How can you use a survey to retain customer loyalty?
Thatís the challenge that Irina Klein, Market Analyst Global Marketing, Unisys Corporation, faced with the Companyís customer loyalty and retention program.
The program is based on a survey sent to decision maker-level executives in companies that account for roughly 70% of Unisys' revenue base.
"The word 'survey,' does not really communicate all of the uses for the data," Klein says. "It's more than just capturing a customer opinion; it's using the information to build our programs in response."
Klein detailed the six steps she takes to measure customer feedback and use it to drive day-to-day business actions.
-> Step #1. Company-wide internal communication
Because the company administers the survey in 17 languages and 32 countries, communication plays a key role. Two tactics have been implemented for keeping everyone on the same page:
o Global Survey Advisory Counsel -- Certain high-level executives from every region and organization are asked to join the Counsel to facilitate the survey process locally at offices around the world.
"We jokingly call it a 24-hour support hotline," Klein says. "They answer questions, provide education and support to our account managers, and coordinate at a local level."
The entire Counsel holds conference calls "bi-weekly as we're rounding up the survey, then as it gets closer, we do it weekly or even daily," Klein explains.
The calls cover any problems or changes within the survey process.
o Communications campaign out of headquarters -- Through an internal Web site called Customer Advocacy, the Company posts FAQ's, tips, and news about the survey for anyone within the company who might have questions.
It tells when the survey process is beginning and ending and includes information on any changes from the previous survey.
An internal newsletter to sales managers also keeps employees up to date with survey news.
-> Step #2. Get customer participation *before* sending survey
Once a target list is compiled, sales reps talk to the customers to explain the importance of the survey and get their buy-in to participate.
If any questions come up from the customer that the rep can't answer, the rep calls on the local Global Advisory Counsel member for help. "Believe it or not, it's run very smoothly," Klein says.
Customers can fill out the survey online. Once they've spoken with the rep, they receive an emailed invitation to participate. They are given a user ID and password and sent to a unique URL where they complete the survey online.
According to Klein, 79% of those who completed the survey in 2003 did so online. Customers who choose not to do the survey online do it via phone with a non-partisan phone interviewer.
-> Step #3. Survey scoring system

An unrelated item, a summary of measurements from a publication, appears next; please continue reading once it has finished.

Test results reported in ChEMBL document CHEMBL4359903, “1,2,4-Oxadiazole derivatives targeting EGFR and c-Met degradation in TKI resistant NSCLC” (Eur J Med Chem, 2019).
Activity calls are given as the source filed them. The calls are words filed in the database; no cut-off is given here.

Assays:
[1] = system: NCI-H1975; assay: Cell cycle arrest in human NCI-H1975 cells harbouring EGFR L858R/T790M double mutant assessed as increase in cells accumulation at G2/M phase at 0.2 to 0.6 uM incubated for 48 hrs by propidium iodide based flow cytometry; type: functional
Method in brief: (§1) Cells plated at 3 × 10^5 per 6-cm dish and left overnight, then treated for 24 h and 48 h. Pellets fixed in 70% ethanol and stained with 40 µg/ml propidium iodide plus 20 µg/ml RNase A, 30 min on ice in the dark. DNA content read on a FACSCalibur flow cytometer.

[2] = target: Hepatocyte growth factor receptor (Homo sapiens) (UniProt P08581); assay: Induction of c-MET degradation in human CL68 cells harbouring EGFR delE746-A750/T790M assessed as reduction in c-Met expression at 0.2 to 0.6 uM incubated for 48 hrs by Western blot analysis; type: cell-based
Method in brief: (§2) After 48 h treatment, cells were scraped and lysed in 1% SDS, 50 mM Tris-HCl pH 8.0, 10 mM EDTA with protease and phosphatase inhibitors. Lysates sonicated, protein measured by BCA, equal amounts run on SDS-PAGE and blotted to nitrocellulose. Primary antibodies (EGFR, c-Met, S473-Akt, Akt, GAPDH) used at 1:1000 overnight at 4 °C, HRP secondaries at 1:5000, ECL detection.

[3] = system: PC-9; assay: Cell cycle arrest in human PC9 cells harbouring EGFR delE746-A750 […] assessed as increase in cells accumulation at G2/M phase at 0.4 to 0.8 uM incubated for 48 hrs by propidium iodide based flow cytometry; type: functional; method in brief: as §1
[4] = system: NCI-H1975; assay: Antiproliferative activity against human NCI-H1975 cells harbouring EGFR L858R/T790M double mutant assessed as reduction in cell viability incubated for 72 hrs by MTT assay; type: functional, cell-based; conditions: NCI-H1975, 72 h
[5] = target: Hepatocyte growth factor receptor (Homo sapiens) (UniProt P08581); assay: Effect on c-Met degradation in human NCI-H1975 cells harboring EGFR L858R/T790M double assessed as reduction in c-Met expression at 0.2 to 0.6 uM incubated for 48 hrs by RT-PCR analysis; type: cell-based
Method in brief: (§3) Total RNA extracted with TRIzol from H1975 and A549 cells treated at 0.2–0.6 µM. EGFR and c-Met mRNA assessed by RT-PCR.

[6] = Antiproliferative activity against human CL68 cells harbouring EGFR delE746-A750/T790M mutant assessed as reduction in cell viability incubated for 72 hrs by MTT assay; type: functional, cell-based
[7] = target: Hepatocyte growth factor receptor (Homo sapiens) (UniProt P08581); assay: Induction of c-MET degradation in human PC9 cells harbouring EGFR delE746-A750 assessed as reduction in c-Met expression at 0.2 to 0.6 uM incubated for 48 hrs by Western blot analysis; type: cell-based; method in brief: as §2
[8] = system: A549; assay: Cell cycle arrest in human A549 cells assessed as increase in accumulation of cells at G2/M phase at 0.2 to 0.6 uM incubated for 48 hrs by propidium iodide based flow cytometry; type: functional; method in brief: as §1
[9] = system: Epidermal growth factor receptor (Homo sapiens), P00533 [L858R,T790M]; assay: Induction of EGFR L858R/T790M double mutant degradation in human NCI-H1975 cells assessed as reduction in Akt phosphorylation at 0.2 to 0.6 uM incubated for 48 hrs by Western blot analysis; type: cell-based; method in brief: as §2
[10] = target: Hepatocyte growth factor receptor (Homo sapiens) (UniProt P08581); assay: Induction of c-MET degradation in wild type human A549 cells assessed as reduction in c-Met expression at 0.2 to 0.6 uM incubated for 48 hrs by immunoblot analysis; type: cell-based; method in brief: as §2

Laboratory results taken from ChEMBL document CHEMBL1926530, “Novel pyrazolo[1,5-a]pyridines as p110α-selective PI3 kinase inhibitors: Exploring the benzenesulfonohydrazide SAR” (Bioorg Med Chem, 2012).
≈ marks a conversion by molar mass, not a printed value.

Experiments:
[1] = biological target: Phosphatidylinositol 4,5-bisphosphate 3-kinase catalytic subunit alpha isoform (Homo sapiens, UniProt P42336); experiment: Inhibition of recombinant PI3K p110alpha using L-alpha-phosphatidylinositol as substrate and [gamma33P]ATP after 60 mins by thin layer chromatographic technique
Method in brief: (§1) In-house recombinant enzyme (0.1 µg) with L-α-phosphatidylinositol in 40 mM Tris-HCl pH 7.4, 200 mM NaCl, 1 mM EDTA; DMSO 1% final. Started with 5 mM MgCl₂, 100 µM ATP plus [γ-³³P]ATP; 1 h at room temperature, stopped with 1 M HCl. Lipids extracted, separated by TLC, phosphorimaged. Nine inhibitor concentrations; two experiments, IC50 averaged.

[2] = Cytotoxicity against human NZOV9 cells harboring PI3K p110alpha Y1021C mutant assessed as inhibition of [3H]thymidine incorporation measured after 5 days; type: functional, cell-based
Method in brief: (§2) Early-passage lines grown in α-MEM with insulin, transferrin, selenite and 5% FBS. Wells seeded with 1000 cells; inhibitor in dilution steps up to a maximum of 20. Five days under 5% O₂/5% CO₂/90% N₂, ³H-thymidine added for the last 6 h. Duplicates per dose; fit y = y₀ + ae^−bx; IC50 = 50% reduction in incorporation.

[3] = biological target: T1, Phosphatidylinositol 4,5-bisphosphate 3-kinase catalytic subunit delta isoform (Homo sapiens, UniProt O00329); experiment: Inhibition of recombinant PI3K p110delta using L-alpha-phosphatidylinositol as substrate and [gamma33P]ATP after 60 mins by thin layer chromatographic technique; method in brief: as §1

Klein's team measures survey results based on a metric that scores satisfaction, loyalty, and advocacy.
While the survey contains as many as 16 questions, with recipients answering each question on a scale of one to five, the scoring system, called the Customer Value Index (CVI), is based on only three questions:
- Are you satisfied? - Would you continue to purchase from us? - Would you recommend us to your colleagues?
Achievement of the pre-established CVI targets is tied to executive and sales management compensation plans.
-> Step #4. Trigger system for a potential problem area
During the survey process, Global Advisory members may receive what they call "hot surveys." This is an email notification, sent to the Counsel member responsible for a particular region, that a customer gave a score of four or less to any of the questions.
This happens in real-time and ensures that action can be taken immediately without having to wait for results to be translated and compiled.
"The summary tells them it's possible there's a problem area, and allows them to react very quickly," Klein says.
Executives at the corporate level get copied in on every hot survey.
-> Step #5. Action plans to correct problems
If a customer gives a score of three or less on one of the Customer Value Index questions, a disciplined process is put in place to address the issue.
Called the Customer Loyalty Improvement Process (CLIP), it's designed to improve the situation and say to the customer, "We listened to you, we understand your concerns," Klein says.
The process involves: 1. Understanding the customer survey responses 2. Confirming that understanding with the customer to ensure the rep and customer agree about the problem. 3. Developing an action plan to solve the problem. 4. Gaining customer buy-in on the action plan. 5. Putting the plan into effect. 6. Verifying the results with the customer.
-> Step #6. Act on both systematic problems and individual problems
Once the results are compiled and translated, "We carefully examine all customer comments; and any suggested areas of improvement are viewed in two ways," Klein explains:
o Systematic problems to be addressed at the corporate level
o Individual problem to be addressed at a local level
When problems and solutions have been identified, the Company acts on them. "Our management is extremely involved in looking at survey results, using them to make business decisions," Klein says.
Unisys customers truly respond to the survey process. "We offer no incentive for the customer to fill out the survey outside of the fact that they know that we'll be responsive to their concerns and suggestions," she says.
Want to meet Klein in person? She'll be speaking at the IIR show, Linkage Strategies for Integrating Customer Feedback to Improve Corporate Performance, February 25-27 in Miami. More info at http://www.iirusa.com/customer
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